The 10 Best Burning Man 2015 Projects, and How They Work

Radical artists + a week in the desert = electrifying stuff.

Ian Norman

Burning Man isn’t just that week where Silicon Valley techies get sunburns and trip balls in Black Rock Desert at the end of the summer. It’s also a place where artists and creatives from around the country show off some of the more fantabulous ideas and works that have percolated in their heads and studios. Critics do not have the same standing in the desert: Artists, hackers, makers, engineers, and whatever else they do or do not want to call themselves are free to celebrate the stranger side of their creative minds.

You can find hundreds of installations set up around Black Rock City during Burning Man. Here are a few of what we think are the most audacious and coolest projects around this week.

Arborealis forest


Created by Noam Turgeman and other collaborators, Arborealis is basically a set of three 15-foot high artificial trees made of recycled steel, complete with a root system and shady canopy. The artists say it’s inspired by “redwood forest clusters, acacia trees and a rugged, steampunk sensibility, the trees create a space for play, while invoking a connection to nature.” There are glowing mushrooms, exotic lights and sounds, as well as hammocks. At night, the forest becomes a cosmic sensory experience, where visitors’ movements dictate what’s seen and what’s heard.


The Freakeasy

A part of Burning Man 2015’s “Carnival of Mirrors,” Chiromancy is a collaboration between the Freakeasy and Idea Fabrication Labs. The two art and design groups erected two 12-foot-tall sculptures of what are essentially giant arms, lit by colorful LEDs. Watch a time-lapse of the construction here:

The Endless Prospect of Life and Wonder Biodiversity Sphere

Shane Shane

A 60-inch spherical fire bit carved out and showcasing 35 different endangered species from around the world — complemented by scientific information for those interested in learning more. And it looks absolutely mesmerizing to boot.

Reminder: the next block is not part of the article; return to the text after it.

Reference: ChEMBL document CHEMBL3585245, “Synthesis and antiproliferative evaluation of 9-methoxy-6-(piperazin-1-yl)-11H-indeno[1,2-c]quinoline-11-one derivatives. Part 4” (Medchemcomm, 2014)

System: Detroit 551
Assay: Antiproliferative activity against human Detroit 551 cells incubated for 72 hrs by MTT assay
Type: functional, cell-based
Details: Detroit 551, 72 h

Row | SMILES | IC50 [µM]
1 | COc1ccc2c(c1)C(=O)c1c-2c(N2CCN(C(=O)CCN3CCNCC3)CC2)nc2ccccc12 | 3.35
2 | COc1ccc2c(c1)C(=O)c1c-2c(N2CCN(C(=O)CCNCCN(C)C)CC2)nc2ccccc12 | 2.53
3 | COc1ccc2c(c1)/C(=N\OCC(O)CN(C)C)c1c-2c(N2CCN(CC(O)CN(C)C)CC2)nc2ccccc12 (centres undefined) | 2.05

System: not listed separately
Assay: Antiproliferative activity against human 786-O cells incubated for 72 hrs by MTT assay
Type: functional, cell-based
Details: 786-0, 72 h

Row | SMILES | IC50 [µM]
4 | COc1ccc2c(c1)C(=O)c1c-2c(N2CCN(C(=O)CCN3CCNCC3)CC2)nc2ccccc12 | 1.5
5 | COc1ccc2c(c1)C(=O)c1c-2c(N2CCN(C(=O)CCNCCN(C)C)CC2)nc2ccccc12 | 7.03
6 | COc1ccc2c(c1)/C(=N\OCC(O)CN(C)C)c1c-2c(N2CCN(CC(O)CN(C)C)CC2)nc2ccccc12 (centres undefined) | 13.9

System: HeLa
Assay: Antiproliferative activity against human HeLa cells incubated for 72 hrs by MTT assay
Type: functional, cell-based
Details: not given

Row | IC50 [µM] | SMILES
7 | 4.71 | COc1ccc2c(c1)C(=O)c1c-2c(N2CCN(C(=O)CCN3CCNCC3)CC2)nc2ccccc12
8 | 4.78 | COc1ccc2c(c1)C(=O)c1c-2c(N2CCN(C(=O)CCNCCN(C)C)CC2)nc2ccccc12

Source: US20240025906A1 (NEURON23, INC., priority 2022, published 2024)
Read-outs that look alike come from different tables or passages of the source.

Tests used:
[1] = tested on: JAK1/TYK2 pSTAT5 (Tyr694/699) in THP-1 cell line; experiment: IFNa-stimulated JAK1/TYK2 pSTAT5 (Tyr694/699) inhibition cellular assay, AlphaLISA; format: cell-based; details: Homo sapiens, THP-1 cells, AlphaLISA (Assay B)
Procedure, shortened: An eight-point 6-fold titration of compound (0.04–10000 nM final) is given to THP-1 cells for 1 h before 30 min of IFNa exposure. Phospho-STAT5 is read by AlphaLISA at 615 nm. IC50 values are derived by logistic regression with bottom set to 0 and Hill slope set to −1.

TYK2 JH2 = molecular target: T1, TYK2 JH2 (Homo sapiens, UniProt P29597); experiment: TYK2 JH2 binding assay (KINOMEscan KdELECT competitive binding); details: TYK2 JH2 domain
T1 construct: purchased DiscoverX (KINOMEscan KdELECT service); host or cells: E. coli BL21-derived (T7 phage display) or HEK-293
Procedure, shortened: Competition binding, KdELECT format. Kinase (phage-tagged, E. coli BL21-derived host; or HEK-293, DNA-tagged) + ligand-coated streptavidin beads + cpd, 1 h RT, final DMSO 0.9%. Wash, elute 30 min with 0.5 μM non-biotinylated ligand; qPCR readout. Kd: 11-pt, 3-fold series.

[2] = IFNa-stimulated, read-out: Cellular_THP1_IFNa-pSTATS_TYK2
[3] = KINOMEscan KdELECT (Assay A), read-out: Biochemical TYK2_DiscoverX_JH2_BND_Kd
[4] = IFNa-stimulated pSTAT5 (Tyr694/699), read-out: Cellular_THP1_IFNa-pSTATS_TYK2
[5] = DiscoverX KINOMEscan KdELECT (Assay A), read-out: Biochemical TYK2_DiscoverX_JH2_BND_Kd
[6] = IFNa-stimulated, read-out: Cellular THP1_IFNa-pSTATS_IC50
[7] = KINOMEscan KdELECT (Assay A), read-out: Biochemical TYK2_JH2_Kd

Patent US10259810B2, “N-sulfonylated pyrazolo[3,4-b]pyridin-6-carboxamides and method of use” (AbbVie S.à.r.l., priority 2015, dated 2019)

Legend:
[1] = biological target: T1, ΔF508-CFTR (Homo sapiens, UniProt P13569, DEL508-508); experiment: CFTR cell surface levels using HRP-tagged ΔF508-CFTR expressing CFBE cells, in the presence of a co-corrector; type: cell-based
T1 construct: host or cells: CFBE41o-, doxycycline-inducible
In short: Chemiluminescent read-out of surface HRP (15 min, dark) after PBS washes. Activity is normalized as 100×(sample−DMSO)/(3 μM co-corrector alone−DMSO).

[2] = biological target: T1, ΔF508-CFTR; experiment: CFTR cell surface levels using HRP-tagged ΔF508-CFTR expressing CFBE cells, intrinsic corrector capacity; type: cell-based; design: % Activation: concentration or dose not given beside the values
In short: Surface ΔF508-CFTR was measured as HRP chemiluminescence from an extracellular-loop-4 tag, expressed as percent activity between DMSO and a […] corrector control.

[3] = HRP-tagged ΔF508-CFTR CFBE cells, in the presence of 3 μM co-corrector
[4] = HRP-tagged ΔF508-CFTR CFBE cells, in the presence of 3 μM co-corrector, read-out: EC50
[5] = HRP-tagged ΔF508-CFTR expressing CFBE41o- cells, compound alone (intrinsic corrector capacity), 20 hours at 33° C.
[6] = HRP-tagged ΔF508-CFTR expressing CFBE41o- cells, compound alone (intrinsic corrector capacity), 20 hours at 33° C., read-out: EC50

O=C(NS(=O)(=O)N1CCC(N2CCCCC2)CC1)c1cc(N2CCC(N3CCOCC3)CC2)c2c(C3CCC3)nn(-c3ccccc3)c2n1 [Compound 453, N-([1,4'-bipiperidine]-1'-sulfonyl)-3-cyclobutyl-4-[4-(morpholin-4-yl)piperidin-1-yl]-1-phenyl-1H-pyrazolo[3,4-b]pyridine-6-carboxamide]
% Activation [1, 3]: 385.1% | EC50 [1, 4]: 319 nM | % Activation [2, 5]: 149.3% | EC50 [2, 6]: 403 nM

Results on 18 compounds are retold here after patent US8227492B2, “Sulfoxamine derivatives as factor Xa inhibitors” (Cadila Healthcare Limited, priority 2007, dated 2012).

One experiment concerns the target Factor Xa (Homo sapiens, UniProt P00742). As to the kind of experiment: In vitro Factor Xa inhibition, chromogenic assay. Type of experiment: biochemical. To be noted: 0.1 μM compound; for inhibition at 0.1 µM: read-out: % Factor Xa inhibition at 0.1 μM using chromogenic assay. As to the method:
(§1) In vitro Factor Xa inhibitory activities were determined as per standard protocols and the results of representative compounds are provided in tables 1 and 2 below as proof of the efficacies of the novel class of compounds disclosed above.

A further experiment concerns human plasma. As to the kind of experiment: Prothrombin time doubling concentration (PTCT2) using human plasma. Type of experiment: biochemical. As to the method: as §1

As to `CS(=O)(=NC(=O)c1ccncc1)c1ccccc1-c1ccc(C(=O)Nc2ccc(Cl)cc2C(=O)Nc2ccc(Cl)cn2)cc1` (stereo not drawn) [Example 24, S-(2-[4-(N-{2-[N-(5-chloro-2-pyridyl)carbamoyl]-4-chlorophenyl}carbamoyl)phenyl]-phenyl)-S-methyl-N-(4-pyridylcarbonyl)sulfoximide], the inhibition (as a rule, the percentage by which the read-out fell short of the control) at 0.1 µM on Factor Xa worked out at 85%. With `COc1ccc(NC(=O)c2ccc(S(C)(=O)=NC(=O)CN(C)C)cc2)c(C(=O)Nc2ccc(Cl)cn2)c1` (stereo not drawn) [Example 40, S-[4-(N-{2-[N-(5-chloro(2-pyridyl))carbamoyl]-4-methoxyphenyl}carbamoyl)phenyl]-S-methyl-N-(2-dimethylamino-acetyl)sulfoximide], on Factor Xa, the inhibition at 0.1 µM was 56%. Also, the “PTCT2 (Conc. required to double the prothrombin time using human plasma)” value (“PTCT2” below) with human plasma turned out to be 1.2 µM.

Burning Man isn’t just a chance for you to express the true you. You also get to immerse yourself in the minds of other people — or even other organisms. At least that’s the idea with Grant Patterson’s Equanemone. An array of tentacles hangs from the ceiling, each with its own LED system. Visitors to the installation are asked to walk through and the tentacles like a clownfish would swim through a sea anemone. The thing has its own sound, video, and light displays to mimic the slow, colorful journey a fish would experience in the deep ocean. It’s incredibly ridiculous, very Burning Man.

The Field of Echoes

Sean Coffin

Artist Sean Coffin’s sound installation creates a landscape of altered acoustics through a layout of small metal pills scattered over an 80-foot area. The pillars create a reverberation in any emitted noise that results in a surround-sound experience in the middle of the desert.

Include the Cleu

This installation’s creators have a really big goal in mind: “to provide a moment to fully experience what it means to be conscious on planet Earth.” How do they plan on doing that? A rudimentary labyrinth where participants walk in circular paths meant to represent synchronicities between life, earth, consciousness, and the universe. You will almost certainly have to enter this with an open mind, but if you do, the effects could be something very, very special.

Interstellar Emissary

Desert Wizards

The Interstellar Emissary is meant to act as a beacon for space travelers (i.e. aliens). The installation will also play the Voyager spacecraft’s Golden Record — a collection of sounds from Earth meant for extraterrestrials to pick up and listen to.

Plastic People

A large 3D printer takes digital scans of visitors and uses them to create human figures made out of recycled plastic. Or put another way, human clones are made out of plastic bottles. Welcome to the uncanny valley.

Soul Refuge

THEY COLLECTIVE have been working on this concept for a while now, and precursors have appeared at previous years of Burning Man. At a distance, the structure looks like an abandoned house damaged in some kind of disaster. Up close, you realize the house is composed of human bodies. The work is a rumination of life and death — heavy, but haunting.

Super Pool

Jen Lewin

Super Pool is Jen Lewin’s artificial ecosystem of incredible light and color. It’s like a giant paint canvas, where visitors can arrive and interact with the system and “paint” their own effects into the area. Every night, the Super Pool will turn into an amazing interactive dance floor, welcome to all.

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